• Major universities have a lot of computers available; it would not take a tremendous effort for those universities to host archives of peer-reviewed papers, paid for with tuition dollars. If tuition dollars can be spent replanting the grass on Ivy League campuses year after year (yes, I have seen numerous schools simply tear up old grass and replant it during the summer), why can't tuition dollars be spent making knowledge available to the world? Peer review is often done by volunteers, and so the only ju
      • by bcrowell (177657) on Sunday June 26, 2011 @04:52PM (#36578286) Homepage

        They're selling convenience. How much does the gas cost? And how much at your hourly rate does your time cost?

        I don't object if 7-11 sells me convenience by charging me twice as much as Safeway for a quart of milk. But the last page of the Pound-Rebka paper has the following note: "Supported in part by the joint program of the Office of Naval Research and the U.S. Atomic Energy Commission and by a grant from the Higgins Scientific Trust." This is research that was funded by federal tax money. There is absolutely no excuse for the American Physical Society to be charging such an exorbitant amount of money for access to taxpayer-funded research.

        • by Lehk228 (705449)
          That quart of milk was also paid for partly with taxes in the form of farm welfare^H subsidies
      • by MacTO (1161105)

        Not really. Libraries are increasingly ditching subscriptions to print journals. They may not want to do so, but the realities of purchasing, storing, and maintaining print collections leave them with very little choice. They are also reluctant to provide access to electronic journals to outside users, either due to agreements with the publisher or cost-per-access. (They can do that because individual articles are still subject to copyright.)

        So no, it's not convenience they're charging for. They're sim

      • by Ihmhi (1206036)

        Working at a community college? Well, $25 will probably be 4 or 5 hours of his time.

      • by Raenex (947668) on Sunday June 26, 2011 @06:29PM (#36578902)

        They're selling convenience.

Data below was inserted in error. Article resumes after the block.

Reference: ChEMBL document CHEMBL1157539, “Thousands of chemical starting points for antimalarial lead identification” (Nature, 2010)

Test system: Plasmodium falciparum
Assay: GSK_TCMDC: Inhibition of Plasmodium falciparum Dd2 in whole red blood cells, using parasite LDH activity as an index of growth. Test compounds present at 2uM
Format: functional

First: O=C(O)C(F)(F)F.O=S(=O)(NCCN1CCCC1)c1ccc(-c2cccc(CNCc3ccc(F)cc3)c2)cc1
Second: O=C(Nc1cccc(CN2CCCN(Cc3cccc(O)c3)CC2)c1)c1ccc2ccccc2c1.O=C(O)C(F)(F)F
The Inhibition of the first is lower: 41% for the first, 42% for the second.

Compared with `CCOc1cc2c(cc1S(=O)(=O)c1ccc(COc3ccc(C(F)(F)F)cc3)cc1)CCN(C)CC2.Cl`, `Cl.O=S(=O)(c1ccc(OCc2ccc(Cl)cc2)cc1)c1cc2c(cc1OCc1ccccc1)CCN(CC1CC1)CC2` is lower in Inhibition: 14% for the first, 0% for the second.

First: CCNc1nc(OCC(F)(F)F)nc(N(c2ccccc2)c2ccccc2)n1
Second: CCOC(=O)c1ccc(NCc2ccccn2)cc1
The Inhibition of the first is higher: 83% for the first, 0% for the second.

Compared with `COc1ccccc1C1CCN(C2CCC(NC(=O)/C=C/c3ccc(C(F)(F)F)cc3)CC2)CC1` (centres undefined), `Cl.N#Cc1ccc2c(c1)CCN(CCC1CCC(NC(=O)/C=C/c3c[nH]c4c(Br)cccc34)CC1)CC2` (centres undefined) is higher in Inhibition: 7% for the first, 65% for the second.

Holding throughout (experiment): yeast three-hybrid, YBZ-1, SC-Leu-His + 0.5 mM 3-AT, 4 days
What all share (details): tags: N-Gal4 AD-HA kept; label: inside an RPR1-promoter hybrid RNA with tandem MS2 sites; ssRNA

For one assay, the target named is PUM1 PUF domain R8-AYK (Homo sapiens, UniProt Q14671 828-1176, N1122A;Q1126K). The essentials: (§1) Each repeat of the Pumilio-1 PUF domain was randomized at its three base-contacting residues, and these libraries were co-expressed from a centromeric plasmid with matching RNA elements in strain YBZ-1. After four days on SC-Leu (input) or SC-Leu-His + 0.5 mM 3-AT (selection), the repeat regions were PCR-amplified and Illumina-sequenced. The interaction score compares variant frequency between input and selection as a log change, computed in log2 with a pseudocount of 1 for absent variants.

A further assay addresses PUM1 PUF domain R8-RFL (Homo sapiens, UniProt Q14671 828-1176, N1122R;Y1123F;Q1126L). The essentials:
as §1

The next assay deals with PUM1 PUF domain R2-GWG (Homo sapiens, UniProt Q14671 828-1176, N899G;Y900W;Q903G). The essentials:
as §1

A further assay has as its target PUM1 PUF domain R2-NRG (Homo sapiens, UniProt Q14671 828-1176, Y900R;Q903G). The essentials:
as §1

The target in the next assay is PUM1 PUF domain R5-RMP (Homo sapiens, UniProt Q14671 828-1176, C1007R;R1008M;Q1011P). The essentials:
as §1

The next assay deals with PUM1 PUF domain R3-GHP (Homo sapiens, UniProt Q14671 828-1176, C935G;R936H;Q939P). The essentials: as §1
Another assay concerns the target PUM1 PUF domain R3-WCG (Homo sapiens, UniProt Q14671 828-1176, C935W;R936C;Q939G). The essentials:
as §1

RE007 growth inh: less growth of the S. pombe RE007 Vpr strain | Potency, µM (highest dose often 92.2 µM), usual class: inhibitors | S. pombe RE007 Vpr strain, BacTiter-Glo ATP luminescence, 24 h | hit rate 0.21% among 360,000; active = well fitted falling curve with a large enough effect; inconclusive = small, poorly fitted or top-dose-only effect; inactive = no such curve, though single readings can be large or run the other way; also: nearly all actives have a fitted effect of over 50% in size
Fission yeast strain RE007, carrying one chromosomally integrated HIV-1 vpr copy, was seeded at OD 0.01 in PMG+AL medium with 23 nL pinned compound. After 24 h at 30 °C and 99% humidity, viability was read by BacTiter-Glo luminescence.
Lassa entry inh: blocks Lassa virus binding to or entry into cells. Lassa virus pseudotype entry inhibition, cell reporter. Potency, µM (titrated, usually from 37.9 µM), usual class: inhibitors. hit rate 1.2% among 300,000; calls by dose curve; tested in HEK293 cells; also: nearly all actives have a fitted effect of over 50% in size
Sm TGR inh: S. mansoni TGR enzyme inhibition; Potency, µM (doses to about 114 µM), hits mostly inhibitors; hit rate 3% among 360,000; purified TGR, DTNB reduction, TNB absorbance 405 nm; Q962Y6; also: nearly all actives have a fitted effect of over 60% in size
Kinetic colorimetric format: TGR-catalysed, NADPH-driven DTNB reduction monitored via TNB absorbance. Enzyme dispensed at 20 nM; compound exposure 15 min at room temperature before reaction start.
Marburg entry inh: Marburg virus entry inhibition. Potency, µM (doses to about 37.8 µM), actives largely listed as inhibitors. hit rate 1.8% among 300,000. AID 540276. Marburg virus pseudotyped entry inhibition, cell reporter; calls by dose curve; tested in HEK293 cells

Partially, but the vast majority of that cost is artificial scarcity due to copyright. Don't you think your parent poster would like to put his scanned copy up on his web page? There are a lot of seminal papers in science locked behind paywalls and copyright, many -- if not most -- made with public funding.

      • That's if the library subscribes to a paper copy of the journal. If they use SciFinder, you'll find it difficult.

      • They're selling convenience.

        Since it's more convenient of going to the trouble of pirating the paper, I don't think they're selling it very well.

    • by Surt (22457)

      I'm pretty sure you have a misunderstanding of fair-use there. Care to cite the copyright code that allowed you to do that?

      • Care to cite the copyright code that allowed you to do that?

        US Code 17 U.S.C. Â 107 [cornell.edu]. Specifically, exceptions to copyright are allowed when the copying is for "teaching (including multiple copies for classroom use), scholarship, or research." Assuming the OP is doing it for one of those purposes (and he is faculty at a community college), he falls within fair use.

      • by Surt (22457)

        For all those claiming I'm wrong, please read this first:

        "reproduction by a teacher or student of a small part of a work to illustrate a lesson;"

        Not a whole work. A small part. Who says this?
        The copyright office.
        http://www.copyright.gov/fls/fl102.html [copyright.gov]

        • by Dahan (130247)
          Read it. You're still wrong. How about you read the other posts that have explained why you're wrong?
          • by Surt (22457)